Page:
May 20, 2018 | Updated: 09:54 AM EDT

Germanwings Plane Crash: A History of Pilots Who Purposely Crashed Their Own Planes

Mar 29, 2015 09:39 PM EDT

Germanwings co-pilot Andreas Lubitz had an unspecified illness that he tried to hide from his employers, the authorities said Friday. Prosecutors said that several doctor's notes indicating that Lubitz was unfit to work were found at his home, but they have yet to reveal the nature of his affliction. The German hospital where Lubitz had gone twice in the past two months simply stated that he had not been there to get treated for depression.

Considering that no political or religious documents were found at Lubitz's apartment, experts are speculating about Mr. Lubitz's mental health and whether his inability to work led him to purposely drive the jetliner into a mountainside, taking 149 other lives with him.

Whether with suicidal or murderous intentions, Lubitz is said to have crashed the plane deliberately, as evidenced by the cockpit voice recording in which Lubitz is heard breathing steadily and normally as the captain desperately pounds the door to be let back in.

According to Quartz, Lubitz is unfortunately not the first to have committed a pilot suicide. Here is a list of at least three other similar events:

In 2013, a pilot brought down a Mozambique Airlines flight. As with the Germanwings tragedy, the co-pilot was locked out of the cockpit and could not get back in. The pilot then altered the autopilot to bring it to below ground level and switched it to maximum speed. Pounding on the cockpit door was heard, and the pilot never called for help. All 33 passengers aboard were killed.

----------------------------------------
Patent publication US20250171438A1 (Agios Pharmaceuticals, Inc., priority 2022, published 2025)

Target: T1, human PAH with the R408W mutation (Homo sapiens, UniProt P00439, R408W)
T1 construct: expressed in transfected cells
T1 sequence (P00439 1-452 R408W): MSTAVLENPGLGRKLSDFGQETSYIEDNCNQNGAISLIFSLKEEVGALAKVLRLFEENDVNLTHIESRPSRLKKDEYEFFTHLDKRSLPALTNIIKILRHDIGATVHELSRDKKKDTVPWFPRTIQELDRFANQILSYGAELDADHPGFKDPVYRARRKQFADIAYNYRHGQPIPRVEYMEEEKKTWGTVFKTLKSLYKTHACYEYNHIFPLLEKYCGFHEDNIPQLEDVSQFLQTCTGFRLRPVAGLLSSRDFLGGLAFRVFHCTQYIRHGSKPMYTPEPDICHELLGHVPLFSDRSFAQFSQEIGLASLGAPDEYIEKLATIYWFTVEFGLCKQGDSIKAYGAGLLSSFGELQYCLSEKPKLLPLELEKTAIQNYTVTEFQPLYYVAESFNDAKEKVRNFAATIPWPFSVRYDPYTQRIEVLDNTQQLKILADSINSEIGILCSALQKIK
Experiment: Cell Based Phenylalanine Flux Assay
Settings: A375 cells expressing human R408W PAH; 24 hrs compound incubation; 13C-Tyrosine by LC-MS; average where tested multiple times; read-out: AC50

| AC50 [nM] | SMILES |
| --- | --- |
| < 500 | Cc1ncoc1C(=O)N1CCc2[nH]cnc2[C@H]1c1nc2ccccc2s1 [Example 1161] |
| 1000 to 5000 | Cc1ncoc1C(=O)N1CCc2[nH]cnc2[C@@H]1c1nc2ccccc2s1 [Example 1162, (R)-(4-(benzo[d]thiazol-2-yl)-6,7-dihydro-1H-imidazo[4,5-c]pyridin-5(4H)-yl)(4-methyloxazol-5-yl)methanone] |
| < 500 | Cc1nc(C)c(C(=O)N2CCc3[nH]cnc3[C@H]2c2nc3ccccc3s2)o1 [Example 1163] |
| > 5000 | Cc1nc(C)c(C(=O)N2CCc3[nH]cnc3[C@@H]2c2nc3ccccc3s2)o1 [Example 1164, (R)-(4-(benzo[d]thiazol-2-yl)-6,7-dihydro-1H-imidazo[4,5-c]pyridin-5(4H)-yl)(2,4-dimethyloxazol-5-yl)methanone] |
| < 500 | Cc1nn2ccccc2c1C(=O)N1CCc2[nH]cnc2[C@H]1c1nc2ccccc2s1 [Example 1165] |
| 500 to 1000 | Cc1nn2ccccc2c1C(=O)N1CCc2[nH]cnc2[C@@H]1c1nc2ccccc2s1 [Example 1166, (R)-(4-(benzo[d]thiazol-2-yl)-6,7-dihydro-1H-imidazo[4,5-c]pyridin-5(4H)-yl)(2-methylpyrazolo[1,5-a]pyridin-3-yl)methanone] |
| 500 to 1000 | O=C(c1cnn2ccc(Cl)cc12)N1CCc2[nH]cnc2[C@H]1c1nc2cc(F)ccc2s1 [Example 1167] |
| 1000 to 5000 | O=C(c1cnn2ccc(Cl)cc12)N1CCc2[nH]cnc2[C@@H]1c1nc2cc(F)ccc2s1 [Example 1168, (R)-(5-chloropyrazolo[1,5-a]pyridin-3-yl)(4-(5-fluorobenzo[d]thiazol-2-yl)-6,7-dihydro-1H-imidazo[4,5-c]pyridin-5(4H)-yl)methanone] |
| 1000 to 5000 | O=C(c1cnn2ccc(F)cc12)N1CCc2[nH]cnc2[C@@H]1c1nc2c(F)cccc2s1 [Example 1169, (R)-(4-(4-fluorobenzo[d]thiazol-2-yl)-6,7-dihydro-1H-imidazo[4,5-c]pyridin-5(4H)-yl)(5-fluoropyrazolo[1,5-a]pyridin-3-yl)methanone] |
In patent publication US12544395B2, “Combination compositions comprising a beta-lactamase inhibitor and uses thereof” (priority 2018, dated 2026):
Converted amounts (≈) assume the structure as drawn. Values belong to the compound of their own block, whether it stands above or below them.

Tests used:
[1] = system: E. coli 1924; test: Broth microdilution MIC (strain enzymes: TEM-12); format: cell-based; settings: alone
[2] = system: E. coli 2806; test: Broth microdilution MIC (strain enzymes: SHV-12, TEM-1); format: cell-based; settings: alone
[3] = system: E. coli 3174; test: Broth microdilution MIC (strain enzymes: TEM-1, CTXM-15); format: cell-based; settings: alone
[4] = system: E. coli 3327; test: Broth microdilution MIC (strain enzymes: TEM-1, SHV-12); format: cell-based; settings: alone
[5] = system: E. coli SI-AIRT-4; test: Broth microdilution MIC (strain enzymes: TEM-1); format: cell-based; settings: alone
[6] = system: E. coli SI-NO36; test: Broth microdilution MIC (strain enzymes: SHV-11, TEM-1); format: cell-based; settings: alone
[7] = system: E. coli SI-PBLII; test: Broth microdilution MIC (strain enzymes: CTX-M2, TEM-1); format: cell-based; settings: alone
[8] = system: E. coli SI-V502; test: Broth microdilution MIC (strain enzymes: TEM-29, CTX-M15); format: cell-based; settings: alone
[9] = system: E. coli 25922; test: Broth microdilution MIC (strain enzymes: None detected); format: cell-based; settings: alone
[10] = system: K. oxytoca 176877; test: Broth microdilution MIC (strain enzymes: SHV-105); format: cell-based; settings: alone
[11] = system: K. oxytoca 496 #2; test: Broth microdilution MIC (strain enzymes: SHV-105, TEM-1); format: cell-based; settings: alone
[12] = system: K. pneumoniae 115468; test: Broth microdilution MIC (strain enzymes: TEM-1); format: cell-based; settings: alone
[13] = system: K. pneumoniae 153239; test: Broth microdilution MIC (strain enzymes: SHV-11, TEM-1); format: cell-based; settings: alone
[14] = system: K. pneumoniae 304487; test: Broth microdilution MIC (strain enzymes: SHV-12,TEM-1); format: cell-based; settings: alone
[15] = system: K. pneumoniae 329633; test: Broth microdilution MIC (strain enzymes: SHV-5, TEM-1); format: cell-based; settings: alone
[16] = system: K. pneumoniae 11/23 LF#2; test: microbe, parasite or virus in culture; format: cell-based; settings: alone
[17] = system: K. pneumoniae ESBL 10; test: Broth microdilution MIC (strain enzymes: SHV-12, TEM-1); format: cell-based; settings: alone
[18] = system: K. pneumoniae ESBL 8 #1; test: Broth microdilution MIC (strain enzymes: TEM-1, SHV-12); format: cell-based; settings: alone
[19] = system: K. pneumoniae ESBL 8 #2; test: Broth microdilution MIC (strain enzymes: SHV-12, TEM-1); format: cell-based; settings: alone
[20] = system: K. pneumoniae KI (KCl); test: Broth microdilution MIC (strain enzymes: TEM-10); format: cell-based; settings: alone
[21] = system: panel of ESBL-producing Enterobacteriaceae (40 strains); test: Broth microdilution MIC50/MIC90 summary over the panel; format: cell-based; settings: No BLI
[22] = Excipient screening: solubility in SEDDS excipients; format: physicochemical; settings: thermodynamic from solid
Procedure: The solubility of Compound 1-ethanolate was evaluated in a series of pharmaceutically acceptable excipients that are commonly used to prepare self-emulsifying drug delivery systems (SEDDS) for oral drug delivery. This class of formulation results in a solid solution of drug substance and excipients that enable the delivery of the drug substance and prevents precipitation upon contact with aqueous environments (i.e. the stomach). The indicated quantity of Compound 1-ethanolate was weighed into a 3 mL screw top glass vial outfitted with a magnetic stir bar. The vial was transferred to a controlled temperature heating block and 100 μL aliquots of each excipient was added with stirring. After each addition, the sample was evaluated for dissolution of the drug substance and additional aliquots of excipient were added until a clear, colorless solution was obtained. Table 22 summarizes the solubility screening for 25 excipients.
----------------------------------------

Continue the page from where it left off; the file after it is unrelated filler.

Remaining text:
In 1999, an EgyptAir flight crashed into the Atlantic Ocean, leaving 216 passengers dead. According to Vox, most agree that the pilot deliberately brought down the plane. As in previous events, one of the pilots excused himself to go to the bathroom. In the black box recording, the co-pilot, Gamil El Batouty, is heard saying repeatedly, "I rely on God. I rely on God. I rely on God. I rely on God." The captain eventually made his back way in the cockpit and was heard saying, "What is this? Did you shut the engine[s]?" As the plane crashed, the captain was heard trying to right the plane, saying, "Pull with me. Pull with me."

In 1997, Silk Air Flight 185 crashed in Indonesia, killing 104 people on board. Indonesian never determined an official reason for the crash, though US investigators believed the captain may have switched off the flight recorders and caused the plane to go down after his co-pilot had left the cockpit. At the time of the crash, investigators noted, the pilot had been experiencing financial difficulties and had work-related problems.

Despite these tragic events, deliberate plane crashes are still rare. A 2014 FAA report states that eight out of 2,758 fatal aviation accidents from 2003 to 2012 were suicides.

©2017 ScienceTimes.com All rights reserved. Do not reproduce without permission. The window to the world of science times.
Real Time Analytics